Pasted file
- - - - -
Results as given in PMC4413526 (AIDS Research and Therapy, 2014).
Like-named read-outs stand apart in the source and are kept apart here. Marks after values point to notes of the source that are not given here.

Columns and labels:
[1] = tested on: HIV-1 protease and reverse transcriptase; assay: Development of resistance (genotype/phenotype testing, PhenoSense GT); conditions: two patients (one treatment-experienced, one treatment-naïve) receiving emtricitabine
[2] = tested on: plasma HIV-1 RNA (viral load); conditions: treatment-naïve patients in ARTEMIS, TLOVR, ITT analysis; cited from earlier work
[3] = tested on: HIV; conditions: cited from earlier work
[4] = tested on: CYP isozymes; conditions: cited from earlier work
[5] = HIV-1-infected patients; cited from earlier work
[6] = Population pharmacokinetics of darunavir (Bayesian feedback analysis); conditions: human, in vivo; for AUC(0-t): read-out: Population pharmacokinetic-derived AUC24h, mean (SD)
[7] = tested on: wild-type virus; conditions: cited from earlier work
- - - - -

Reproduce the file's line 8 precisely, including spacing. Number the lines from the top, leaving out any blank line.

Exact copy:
[5] = HIV-1-infected patients; cited from earlier work